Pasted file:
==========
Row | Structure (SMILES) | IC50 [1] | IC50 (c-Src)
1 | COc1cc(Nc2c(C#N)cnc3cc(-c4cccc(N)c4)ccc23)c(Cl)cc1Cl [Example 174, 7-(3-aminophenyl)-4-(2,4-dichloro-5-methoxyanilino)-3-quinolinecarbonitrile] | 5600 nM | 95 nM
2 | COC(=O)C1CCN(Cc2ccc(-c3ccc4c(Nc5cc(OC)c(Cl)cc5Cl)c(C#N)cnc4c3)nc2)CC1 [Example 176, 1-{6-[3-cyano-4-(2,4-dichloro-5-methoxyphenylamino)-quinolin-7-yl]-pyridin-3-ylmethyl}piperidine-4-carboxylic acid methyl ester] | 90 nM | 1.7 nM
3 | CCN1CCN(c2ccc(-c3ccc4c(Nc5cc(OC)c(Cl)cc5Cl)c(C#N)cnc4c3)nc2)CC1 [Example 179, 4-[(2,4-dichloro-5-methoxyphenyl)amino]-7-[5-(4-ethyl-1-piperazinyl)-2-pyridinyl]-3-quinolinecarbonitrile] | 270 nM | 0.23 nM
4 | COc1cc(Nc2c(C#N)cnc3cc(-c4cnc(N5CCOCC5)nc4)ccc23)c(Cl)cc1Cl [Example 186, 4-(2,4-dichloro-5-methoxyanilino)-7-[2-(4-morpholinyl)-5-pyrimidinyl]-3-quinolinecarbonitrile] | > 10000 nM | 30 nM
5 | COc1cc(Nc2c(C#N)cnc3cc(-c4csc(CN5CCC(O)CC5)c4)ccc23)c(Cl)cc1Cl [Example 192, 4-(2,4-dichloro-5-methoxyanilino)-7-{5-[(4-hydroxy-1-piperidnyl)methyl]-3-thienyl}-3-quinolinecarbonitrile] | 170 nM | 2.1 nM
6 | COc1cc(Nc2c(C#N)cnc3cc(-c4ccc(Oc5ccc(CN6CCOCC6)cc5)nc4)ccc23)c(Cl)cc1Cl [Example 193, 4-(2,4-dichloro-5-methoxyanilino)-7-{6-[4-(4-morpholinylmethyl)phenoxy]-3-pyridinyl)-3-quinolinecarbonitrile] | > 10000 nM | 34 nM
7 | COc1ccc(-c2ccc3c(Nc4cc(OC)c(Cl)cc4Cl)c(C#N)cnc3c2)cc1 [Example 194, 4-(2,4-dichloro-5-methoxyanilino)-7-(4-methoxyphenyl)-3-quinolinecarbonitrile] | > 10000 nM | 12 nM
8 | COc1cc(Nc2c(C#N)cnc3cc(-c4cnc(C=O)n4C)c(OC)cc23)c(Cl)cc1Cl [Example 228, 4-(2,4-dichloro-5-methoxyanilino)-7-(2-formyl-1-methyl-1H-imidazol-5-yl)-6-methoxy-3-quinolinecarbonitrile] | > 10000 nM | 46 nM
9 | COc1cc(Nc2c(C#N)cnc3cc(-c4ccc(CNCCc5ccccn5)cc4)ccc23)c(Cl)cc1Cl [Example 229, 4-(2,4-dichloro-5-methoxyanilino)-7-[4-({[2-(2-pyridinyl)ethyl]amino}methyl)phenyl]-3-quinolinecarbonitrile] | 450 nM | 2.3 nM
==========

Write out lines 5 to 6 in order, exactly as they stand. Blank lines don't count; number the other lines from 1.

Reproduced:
4 | COc1cc(Nc2c(C#N)cnc3cc(-c4cnc(N5CCOCC5)nc4)ccc23)c(Cl)cc1Cl [Example 186, 4-(2,4-dichloro-5-methoxyanilino)-7-[2-(4-morpholinyl)-5-pyrimidinyl]-3-quinolinecarbonitrile] | > 10000 nM | 30 nM
5 | COc1cc(Nc2c(C#N)cnc3cc(-c4csc(CN5CCC(O)CC5)c4)ccc23)c(Cl)cc1Cl [Example 192, 4-(2,4-dichloro-5-methoxyanilino)-7-{5-[(4-hydroxy-1-piperidnyl)methyl]-3-thienyl}-3-quinolinecarbonitrile] | 170 nM | 2.1 nM